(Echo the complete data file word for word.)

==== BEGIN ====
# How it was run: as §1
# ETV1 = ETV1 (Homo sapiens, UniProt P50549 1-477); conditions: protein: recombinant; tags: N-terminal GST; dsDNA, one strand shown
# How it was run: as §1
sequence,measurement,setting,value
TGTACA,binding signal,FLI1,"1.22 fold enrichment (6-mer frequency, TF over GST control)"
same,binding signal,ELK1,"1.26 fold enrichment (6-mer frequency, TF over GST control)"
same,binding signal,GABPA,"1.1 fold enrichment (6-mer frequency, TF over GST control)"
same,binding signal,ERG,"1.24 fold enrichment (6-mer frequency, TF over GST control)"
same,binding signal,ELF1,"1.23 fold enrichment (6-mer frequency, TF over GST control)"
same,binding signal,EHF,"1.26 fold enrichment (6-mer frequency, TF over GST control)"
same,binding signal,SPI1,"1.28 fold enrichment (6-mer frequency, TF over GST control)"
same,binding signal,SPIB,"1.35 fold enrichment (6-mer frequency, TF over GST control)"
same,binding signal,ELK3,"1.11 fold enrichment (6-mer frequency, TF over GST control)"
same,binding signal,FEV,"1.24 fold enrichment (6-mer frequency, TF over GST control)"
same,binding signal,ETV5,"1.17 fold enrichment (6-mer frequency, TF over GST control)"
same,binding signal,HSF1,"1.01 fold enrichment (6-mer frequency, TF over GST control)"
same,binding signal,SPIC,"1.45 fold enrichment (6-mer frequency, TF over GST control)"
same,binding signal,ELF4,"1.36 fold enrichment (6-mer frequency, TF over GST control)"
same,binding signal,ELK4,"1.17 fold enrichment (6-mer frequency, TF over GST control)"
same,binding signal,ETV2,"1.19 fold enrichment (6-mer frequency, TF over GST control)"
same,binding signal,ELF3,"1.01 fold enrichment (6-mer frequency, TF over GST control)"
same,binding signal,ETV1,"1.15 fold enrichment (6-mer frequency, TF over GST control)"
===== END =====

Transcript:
# How it was run: as §1
# ETV1 = ETV1 (Homo sapiens, UniProt P50549 1-477); conditions: protein: recombinant; tags: N-terminal GST; dsDNA, one strand shown
# How it was run: as §1
sequence,measurement,setting,value
TGTACA,binding signal,FLI1,"1.22 fold enrichment (6-mer frequency, TF over GST control)"
same,binding signal,ELK1,"1.26 fold enrichment (6-mer frequency, TF over GST control)"
same,binding signal,GABPA,"1.1 fold enrichment (6-mer frequency, TF over GST control)"
same,binding signal,ERG,"1.24 fold enrichment (6-mer frequency, TF over GST control)"
same,binding signal,ELF1,"1.23 fold enrichment (6-mer frequency, TF over GST control)"
same,binding signal,EHF,"1.26 fold enrichment (6-mer frequency, TF over GST control)"
same,binding signal,SPI1,"1.28 fold enrichment (6-mer frequency, TF over GST control)"
same,binding signal,SPIB,"1.35 fold enrichment (6-mer frequency, TF over GST control)"
same,binding signal,ELK3,"1.11 fold enrichment (6-mer frequency, TF over GST control)"
same,binding signal,FEV,"1.24 fold enrichment (6-mer frequency, TF over GST control)"
same,binding signal,ETV5,"1.17 fold enrichment (6-mer frequency, TF over GST control)"
same,binding signal,HSF1,"1.01 fold enrichment (6-mer frequency, TF over GST control)"
same,binding signal,SPIC,"1.45 fold enrichment (6-mer frequency, TF over GST control)"
same,binding signal,ELF4,"1.36 fold enrichment (6-mer frequency, TF over GST control)"
same,binding signal,ELK4,"1.17 fold enrichment (6-mer frequency, TF over GST control)"
same,binding signal,ETV2,"1.19 fold enrichment (6-mer frequency, TF over GST control)"
same,binding signal,ELF3,"1.01 fold enrichment (6-mer frequency, TF over GST control)"
same,binding signal,ETV1,"1.15 fold enrichment (6-mer frequency, TF over GST control)"